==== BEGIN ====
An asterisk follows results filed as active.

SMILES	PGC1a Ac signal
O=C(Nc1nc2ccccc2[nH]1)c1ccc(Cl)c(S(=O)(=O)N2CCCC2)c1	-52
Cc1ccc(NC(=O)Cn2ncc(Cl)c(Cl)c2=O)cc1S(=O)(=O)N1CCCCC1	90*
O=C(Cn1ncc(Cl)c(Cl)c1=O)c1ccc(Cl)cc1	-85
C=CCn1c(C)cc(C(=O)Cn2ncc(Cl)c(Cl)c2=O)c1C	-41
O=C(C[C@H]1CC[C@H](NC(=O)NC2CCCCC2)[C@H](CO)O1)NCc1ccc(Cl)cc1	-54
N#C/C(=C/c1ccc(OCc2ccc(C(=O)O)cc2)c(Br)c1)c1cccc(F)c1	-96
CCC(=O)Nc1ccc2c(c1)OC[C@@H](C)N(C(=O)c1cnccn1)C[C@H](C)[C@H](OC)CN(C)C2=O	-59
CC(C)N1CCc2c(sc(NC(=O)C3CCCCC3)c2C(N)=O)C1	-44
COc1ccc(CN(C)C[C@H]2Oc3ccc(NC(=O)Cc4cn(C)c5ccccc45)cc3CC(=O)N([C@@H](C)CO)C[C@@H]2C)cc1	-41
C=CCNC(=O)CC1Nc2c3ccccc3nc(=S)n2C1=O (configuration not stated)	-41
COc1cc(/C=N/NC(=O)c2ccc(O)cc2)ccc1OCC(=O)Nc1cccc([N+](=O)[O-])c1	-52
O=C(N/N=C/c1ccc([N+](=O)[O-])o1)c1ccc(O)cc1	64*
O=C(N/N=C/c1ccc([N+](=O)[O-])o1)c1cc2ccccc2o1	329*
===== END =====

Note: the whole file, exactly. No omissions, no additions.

An asterisk follows results filed as active.

SMILES	PGC1a Ac signal
O=C(Nc1nc2ccccc2[nH]1)c1ccc(Cl)c(S(=O)(=O)N2CCCC2)c1	-52
Cc1ccc(NC(=O)Cn2ncc(Cl)c(Cl)c2=O)cc1S(=O)(=O)N1CCCCC1	90*
O=C(Cn1ncc(Cl)c(Cl)c1=O)c1ccc(Cl)cc1	-85
C=CCn1c(C)cc(C(=O)Cn2ncc(Cl)c(Cl)c2=O)c1C	-41
O=C(C[C@H]1CC[C@H](NC(=O)NC2CCCCC2)[C@H](CO)O1)NCc1ccc(Cl)cc1	-54
N#C/C(=C/c1ccc(OCc2ccc(C(=O)O)cc2)c(Br)c1)c1cccc(F)c1	-96
CCC(=O)Nc1ccc2c(c1)OC[C@@H](C)N(C(=O)c1cnccn1)C[C@H](C)[C@H](OC)CN(C)C2=O	-59
CC(C)N1CCc2c(sc(NC(=O)C3CCCCC3)c2C(N)=O)C1	-44
COc1ccc(CN(C)C[C@H]2Oc3ccc(NC(=O)Cc4cn(C)c5ccccc45)cc3CC(=O)N([C@@H](C)CO)C[C@@H]2C)cc1	-41
C=CCNC(=O)CC1Nc2c3ccccc3nc(=S)n2C1=O (configuration not stated)	-41
COc1cc(/C=N/NC(=O)c2ccc(O)cc2)ccc1OCC(=O)Nc1cccc([N+](=O)[O-])c1	-52
O=C(N/N=C/c1ccc([N+](=O)[O-])o1)c1ccc(O)cc1	64*
O=C(N/N=C/c1ccc([N+](=O)[O-])o1)c1cc2ccccc2o1	329*